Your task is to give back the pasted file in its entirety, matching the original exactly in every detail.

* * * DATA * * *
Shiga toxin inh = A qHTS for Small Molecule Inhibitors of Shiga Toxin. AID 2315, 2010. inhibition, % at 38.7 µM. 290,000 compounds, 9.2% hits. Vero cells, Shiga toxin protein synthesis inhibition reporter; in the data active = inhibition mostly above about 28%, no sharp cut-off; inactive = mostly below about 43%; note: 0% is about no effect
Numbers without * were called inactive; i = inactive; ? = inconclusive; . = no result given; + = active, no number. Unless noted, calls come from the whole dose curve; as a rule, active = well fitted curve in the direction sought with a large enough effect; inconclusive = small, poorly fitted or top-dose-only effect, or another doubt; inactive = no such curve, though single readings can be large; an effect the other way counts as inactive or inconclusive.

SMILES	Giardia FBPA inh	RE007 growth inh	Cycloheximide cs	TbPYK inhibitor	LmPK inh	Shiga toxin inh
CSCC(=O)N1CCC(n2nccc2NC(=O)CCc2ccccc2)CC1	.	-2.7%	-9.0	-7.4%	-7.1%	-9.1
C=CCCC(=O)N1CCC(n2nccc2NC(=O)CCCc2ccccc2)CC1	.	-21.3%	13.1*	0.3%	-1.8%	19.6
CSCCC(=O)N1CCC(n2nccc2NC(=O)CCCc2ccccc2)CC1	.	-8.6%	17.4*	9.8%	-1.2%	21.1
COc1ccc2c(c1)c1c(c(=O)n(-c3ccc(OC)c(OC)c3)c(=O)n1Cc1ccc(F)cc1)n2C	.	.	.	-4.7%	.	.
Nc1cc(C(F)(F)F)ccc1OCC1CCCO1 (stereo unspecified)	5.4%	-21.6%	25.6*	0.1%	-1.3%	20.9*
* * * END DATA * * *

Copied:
Shiga toxin inh = A qHTS for Small Molecule Inhibitors of Shiga Toxin. AID 2315, 2010. inhibition, % at 38.7 µM. 290,000 compounds, 9.2% hits. Vero cells, Shiga toxin protein synthesis inhibition reporter; in the data active = inhibition mostly above about 28%, no sharp cut-off; inactive = mostly below about 43%; note: 0% is about no effect
Numbers without * were called inactive; i = inactive; ? = inconclusive; . = no result given; + = active, no number. Unless noted, calls come from the whole dose curve; as a rule, active = well fitted curve in the direction sought with a large enough effect; inconclusive = small, poorly fitted or top-dose-only effect, or another doubt; inactive = no such curve, though single readings can be large; an effect the other way counts as inactive or inconclusive.

SMILES	Giardia FBPA inh	RE007 growth inh	Cycloheximide cs	TbPYK inhibitor	LmPK inh	Shiga toxin inh
CSCC(=O)N1CCC(n2nccc2NC(=O)CCc2ccccc2)CC1	.	-2.7%	-9.0	-7.4%	-7.1%	-9.1
C=CCCC(=O)N1CCC(n2nccc2NC(=O)CCCc2ccccc2)CC1	.	-21.3%	13.1*	0.3%	-1.8%	19.6
CSCCC(=O)N1CCC(n2nccc2NC(=O)CCCc2ccccc2)CC1	.	-8.6%	17.4*	9.8%	-1.2%	21.1
COc1ccc2c(c1)c1c(c(=O)n(-c3ccc(OC)c(OC)c3)c(=O)n1Cc1ccc(F)cc1)n2C	.	.	.	-4.7%	.	.
Nc1cc(C(F)(F)F)ccc1OCC1CCCO1 (stereo unspecified)	5.4%	-21.6%	25.6*	0.1%	-1.3%	20.9*